* CME cocoa plans stir currency debate
* Faces some resistance from UK-based participants
By Sarah McFarlane
LONDON, July 30 The Intercontinental Exchange
is considering changing the currency of its
sterling-denominated Liffe cocoa futures to euros, market
Europe is the leading region for chocolate demand and many
in the chocolate industry are in favour of a contract in euros.
ICE is consulting the market on whether it would support the
move, but there is no time frame in place for a decision, the
The exchange declined to comment.
The currency of the Liffe contract has been discussed
intermittently for years, but plans by rival exchange CME
to launch a cocoa contract have given new impetus to the
debate, sources said.
The CME has not announced the currency of its new product
but sources said it had reconsidered its earlier plans to launch
a sterling contract and was instead looking at using the euro.
The CME declined to comment.
"If all things were equal then this would be an ongoing
debate ICE would have that no one would pay much attention to,
but ICE is under tremendous competitive pressure now because of
the CME," a London-based broker said.
"If they (CME) are going to release a euro contract then ICE
cannot not release a euro contract because it's too much of a
ICE acquired the NYSE Liffe softs commodity contracts
including cocoa in November 2013 and ahead of the acquisition,
Ben Jackson, president and chief operating officer of ICE
Futures U.S., said the exchange would look at the currency of
the cocoa contract.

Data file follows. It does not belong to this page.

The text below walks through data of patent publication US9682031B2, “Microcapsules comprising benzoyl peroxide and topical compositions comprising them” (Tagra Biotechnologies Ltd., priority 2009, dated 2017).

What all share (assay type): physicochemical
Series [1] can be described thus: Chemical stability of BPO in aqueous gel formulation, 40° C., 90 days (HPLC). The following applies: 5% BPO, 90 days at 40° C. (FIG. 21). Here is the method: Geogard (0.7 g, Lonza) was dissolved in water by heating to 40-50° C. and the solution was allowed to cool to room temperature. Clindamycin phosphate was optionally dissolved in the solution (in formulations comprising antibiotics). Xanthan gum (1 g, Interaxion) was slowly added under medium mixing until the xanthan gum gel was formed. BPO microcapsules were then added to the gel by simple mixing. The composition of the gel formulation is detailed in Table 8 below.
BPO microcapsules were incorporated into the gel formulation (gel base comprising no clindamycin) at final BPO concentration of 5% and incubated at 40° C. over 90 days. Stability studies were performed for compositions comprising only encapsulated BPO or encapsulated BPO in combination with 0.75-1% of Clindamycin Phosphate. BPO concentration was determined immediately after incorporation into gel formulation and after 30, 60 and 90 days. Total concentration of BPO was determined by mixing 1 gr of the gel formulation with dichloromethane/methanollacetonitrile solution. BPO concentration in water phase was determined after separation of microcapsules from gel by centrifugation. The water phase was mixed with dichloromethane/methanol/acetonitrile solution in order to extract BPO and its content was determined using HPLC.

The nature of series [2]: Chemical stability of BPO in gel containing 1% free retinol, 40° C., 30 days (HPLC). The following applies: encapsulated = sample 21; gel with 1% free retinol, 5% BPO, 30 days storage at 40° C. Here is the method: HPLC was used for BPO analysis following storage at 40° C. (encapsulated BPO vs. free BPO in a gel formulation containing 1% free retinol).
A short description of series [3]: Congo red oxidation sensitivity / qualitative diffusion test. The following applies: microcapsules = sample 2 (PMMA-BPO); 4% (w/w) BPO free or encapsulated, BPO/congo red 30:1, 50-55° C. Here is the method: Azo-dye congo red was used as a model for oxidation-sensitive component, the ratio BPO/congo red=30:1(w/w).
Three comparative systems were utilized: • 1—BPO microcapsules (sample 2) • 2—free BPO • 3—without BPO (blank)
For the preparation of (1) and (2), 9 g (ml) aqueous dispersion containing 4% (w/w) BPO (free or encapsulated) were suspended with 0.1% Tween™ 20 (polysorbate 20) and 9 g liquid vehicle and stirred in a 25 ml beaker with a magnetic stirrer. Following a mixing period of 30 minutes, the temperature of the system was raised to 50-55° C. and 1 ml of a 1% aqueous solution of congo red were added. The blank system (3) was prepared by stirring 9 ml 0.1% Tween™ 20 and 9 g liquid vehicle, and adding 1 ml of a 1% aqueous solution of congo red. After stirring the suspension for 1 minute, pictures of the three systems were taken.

The London cocoa futures contract was launched in 1928, long
before the euro currency came into use, and is one of the last
commodities futures traded in sterling.
But the new currency has grown rapidly in importance.
"The whole business of cocoa in Europe is more euro
denominated than sterling denominated," a second broker said.
In addition to this, the currency of the world's top grower
Ivory Coast, is pegged to the euro.
"I am in favour of moving from a sterling contract to a euro
contract because I think it's a better reflection of the
currency domination of both the supply side and the demand
side," a European trader said.
Chocolate makers buying cocoa products such as powder and
butter mainly purchase in euros.
"It would make life a little bit easier and simpler to have
a euro contract because it takes away several currency hedges
which we need to do in order to run our positions," said a
Some resistance remains, however, mostly from UK-based
"There's a handful of trade houses that have a nostalgic
view of sterling, they think there's nothing wrong with the
contract, it works in sterling and the open interest is very
healthy," said a London-based broker.
"The other concern is the transition, there is no elegant
way to do it."
The transition away from sterling has already happened in
other markets, including Liffe's robusta coffee contract, which
changed to dollars in the 1990s.
"The main counter argument is that to do it is only going to
cause disruption," said the broker.
"The transition is messy but having said that it will
happen, it's inevitable and we should get on with it."
(Editing by Keiron Henderson)